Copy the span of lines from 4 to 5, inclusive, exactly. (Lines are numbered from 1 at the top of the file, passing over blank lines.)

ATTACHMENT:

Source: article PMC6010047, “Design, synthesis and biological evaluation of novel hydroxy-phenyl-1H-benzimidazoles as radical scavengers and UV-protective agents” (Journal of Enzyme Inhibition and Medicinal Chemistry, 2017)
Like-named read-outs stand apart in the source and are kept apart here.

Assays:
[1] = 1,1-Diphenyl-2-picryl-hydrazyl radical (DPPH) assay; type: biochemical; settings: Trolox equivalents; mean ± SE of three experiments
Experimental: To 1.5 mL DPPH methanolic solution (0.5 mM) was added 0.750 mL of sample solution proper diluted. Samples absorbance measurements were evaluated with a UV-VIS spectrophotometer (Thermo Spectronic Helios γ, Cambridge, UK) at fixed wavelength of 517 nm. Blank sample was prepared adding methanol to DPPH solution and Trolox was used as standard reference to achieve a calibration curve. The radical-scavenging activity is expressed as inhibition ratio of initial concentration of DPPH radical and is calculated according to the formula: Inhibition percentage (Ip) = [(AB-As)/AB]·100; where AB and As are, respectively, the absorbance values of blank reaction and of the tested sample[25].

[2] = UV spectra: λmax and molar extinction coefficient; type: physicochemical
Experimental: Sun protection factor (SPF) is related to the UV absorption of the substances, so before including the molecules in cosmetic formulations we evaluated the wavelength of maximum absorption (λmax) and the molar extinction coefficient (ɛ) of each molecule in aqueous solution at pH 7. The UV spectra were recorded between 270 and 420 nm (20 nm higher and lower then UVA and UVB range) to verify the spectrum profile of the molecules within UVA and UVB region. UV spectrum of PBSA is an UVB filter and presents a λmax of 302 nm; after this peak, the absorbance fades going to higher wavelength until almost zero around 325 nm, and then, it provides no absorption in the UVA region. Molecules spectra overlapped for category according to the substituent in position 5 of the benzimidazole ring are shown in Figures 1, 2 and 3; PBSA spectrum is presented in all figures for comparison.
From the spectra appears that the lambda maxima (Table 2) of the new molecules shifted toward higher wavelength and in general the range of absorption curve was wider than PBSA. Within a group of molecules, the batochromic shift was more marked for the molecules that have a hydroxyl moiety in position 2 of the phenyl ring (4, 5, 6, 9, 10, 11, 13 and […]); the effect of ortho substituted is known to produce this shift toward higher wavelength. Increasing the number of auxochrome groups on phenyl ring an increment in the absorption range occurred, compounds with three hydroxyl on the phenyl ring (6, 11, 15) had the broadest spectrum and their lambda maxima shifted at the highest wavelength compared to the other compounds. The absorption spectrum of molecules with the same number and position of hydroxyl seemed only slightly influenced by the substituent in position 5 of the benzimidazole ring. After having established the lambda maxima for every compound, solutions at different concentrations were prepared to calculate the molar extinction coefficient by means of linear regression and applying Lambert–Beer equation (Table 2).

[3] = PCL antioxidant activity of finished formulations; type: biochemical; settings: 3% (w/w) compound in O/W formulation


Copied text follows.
[1] = 1,1-Diphenyl-2-picryl-hydrazyl radical (DPPH) assay; type: biochemical; settings: Trolox equivalents; mean ± SE of three experiments
Experimental: To 1.5 mL DPPH methanolic solution (0.5 mM) was added 0.750 mL of sample solution proper diluted. Samples absorbance measurements were evaluated with a UV-VIS spectrophotometer (Thermo Spectronic Helios γ, Cambridge, UK) at fixed wavelength of 517 nm. Blank sample was prepared adding methanol to DPPH solution and Trolox was used as standard reference to achieve a calibration curve. The radical-scavenging activity is expressed as inhibition ratio of initial concentration of DPPH radical and is calculated according to the formula: Inhibition percentage (Ip) = [(AB-As)/AB]·100; where AB and As are, respectively, the absorbance values of blank reaction and of the tested sample[25].